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Other People's Dirt (Anglais) Cassette – Livre audio, 1 juillet 1998


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--Ce texte fait référence à l'édition Broché.

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Présentation de l'éditeur

After earning an M.A. in Comparative Literature, Louise Rafkin, facing a career choice, took the road less traveled. She became a housecleaner. The money was better than teaching, the lifestyle intriguing for someone with an insatiable curiosity about her fellow human beings. And while she quickly became an expert on the best vacuum cleaner in the world--and the most efficient paper towels--she also saw the unseen parts of people's lives. In this fresh, funny, strikingly original memoir, she talks about her invisible status as a domestic worker in a world of illicit sex and secret livees, of closet alcoholics and binge eaters, unlikely spiritualists and revealing celebrities. In Other People's Dirt, Louise Rafkin reveals something about our values, our society, and ourselves. And, from the detritus of our lives, she gives us something at once delightfully entertaining and profound.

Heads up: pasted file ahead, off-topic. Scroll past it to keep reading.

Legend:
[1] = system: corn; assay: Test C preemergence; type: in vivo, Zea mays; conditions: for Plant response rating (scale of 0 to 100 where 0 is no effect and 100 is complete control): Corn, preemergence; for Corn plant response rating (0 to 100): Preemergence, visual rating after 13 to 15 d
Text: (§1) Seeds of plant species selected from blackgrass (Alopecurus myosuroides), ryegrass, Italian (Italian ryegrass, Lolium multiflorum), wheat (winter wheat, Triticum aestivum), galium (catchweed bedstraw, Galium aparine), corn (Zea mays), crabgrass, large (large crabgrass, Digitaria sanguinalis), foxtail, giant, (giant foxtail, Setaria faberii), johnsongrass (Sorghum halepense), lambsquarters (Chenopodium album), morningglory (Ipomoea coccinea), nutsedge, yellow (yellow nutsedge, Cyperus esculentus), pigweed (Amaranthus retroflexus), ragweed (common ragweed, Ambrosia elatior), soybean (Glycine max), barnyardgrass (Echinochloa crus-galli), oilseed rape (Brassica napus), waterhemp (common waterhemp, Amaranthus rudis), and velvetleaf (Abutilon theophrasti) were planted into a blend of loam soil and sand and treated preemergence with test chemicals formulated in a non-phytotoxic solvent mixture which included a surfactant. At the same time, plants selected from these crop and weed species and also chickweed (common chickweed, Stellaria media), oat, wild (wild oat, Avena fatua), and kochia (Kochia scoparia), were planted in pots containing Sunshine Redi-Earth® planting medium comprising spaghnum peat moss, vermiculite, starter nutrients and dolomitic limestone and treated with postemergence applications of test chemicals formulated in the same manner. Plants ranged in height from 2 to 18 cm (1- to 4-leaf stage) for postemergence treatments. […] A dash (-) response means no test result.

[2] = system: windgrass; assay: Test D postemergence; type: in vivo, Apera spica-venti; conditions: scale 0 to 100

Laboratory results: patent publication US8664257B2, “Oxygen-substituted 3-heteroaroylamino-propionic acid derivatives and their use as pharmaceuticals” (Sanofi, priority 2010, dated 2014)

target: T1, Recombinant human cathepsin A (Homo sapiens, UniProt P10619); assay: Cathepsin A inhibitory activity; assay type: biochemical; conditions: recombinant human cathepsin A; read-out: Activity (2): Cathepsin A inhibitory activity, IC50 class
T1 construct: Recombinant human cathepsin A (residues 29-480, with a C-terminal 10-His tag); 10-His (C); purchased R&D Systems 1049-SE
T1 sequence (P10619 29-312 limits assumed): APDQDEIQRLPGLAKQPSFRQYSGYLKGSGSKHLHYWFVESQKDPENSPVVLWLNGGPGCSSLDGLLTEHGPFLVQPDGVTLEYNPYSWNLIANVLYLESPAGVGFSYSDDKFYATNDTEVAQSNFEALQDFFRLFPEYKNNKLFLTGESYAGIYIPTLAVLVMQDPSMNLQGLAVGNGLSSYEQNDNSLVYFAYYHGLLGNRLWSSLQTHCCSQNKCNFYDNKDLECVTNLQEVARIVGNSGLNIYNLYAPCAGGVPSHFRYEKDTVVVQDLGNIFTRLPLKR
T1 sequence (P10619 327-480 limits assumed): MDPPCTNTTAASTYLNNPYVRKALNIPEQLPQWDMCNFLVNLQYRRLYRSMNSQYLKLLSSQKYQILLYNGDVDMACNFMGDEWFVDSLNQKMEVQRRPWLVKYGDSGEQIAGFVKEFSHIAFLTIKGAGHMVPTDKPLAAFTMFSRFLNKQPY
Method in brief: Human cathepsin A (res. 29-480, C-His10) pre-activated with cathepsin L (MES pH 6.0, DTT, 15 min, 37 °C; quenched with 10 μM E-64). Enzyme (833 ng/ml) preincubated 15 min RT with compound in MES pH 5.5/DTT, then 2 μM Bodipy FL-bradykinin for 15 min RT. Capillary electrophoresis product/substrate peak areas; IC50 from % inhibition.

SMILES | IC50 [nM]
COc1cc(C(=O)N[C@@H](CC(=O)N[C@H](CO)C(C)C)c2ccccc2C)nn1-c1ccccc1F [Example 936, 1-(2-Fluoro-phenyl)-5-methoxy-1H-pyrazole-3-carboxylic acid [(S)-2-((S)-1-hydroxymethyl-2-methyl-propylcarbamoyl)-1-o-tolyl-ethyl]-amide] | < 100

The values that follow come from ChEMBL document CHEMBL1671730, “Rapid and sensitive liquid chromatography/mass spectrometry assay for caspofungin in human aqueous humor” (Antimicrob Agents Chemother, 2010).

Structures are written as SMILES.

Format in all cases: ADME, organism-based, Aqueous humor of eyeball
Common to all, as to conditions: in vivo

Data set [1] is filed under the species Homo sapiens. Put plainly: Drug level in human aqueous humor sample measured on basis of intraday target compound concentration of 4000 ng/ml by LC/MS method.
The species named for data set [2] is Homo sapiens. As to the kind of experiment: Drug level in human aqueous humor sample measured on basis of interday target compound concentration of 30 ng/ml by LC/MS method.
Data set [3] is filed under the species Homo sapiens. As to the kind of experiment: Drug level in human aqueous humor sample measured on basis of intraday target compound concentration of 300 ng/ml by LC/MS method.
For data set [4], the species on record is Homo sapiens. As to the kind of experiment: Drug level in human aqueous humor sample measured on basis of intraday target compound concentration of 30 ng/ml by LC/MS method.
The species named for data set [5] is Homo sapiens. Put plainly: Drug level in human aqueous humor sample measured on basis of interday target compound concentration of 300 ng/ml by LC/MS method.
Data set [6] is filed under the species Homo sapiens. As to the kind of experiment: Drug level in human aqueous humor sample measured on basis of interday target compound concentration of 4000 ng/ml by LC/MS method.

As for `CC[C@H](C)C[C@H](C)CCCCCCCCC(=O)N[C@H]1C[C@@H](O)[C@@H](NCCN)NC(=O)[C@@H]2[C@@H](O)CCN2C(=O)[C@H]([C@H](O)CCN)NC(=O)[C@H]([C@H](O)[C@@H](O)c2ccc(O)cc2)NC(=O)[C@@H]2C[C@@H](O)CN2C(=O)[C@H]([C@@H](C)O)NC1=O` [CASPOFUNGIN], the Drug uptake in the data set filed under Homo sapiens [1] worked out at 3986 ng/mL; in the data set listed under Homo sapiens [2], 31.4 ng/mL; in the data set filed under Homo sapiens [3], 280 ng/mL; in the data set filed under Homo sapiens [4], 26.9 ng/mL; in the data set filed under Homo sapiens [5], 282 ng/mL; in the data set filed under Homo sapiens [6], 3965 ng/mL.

--Ce texte fait référence à l'édition Broché .

Biographie de l'auteur

Louise Rafkin's articles and essays have appeared in The New York Times, The Utne Reader, Ladies' Home Journal, the Los Angeles Times, and The Boston Phoenix. She lives in Berkeley, California.
--Ce texte fait référence à l'édition Broché .


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Amazon.com: 59 commentaires
19 internautes sur 20 ont trouvé ce commentaire utile 
A good quick read 29 mars 2000
Par David M. Chess - Publié sur Amazon.com
Format: Broché
A quirkily interesting book, worth at least the couple of hours it'll take you to read it. The author, a thoroughly educated sometime-writer, works as a cleaner, cleaning people's houses. She tells us something of what that's like, and she also pokes into other corners of the cleaning world, talking to someone who cleans up after murders, talking to folks who get paid extra to clean in the nude, and spending a week in a spiritual community in Japan that finds sustenance in service, including cleaning.